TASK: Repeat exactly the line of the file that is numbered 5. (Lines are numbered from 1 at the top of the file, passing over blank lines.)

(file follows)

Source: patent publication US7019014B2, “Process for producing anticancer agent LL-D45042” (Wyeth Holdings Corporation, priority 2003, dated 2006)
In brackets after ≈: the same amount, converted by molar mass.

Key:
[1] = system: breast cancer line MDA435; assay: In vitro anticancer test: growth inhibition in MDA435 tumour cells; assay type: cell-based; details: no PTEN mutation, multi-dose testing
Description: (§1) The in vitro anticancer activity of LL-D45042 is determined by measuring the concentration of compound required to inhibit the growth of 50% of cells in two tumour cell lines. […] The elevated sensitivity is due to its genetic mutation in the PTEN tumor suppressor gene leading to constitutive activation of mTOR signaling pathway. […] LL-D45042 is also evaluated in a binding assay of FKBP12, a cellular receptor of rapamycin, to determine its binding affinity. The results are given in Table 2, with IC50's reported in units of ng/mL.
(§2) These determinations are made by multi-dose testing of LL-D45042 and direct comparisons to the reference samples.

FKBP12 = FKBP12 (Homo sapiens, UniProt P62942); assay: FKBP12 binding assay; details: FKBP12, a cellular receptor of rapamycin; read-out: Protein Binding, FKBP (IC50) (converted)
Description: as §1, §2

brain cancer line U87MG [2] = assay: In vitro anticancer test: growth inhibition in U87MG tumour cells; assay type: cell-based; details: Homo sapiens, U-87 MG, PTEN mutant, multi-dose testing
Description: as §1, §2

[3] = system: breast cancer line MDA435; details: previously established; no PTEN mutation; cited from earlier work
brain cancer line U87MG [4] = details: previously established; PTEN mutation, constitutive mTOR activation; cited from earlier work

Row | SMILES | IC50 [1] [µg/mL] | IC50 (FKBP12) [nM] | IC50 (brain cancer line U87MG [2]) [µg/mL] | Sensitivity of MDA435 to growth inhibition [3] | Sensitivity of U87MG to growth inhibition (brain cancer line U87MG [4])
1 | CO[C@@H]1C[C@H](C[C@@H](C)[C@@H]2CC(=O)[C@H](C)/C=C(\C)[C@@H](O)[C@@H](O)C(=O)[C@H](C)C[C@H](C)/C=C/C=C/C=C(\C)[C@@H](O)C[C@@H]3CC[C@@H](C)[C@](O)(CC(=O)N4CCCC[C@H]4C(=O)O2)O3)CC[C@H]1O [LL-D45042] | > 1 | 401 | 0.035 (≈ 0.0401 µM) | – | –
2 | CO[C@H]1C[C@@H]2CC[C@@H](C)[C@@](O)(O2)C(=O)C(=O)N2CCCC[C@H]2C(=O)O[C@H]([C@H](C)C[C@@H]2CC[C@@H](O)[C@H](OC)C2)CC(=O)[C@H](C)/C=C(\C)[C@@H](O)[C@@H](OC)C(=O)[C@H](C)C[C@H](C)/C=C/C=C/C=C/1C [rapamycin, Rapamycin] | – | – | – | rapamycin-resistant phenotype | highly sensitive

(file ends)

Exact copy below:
Description: (§1) The in vitro anticancer activity of LL-D45042 is determined by measuring the concentration of compound required to inhibit the growth of 50% of cells in two tumour cell lines. […] The elevated sensitivity is due to its genetic mutation in the PTEN tumor suppressor gene leading to constitutive activation of mTOR signaling pathway. […] LL-D45042 is also evaluated in a binding assay of FKBP12, a cellular receptor of rapamycin, to determine its binding affinity. The results are given in Table 2, with IC50's reported in units of ng/mL.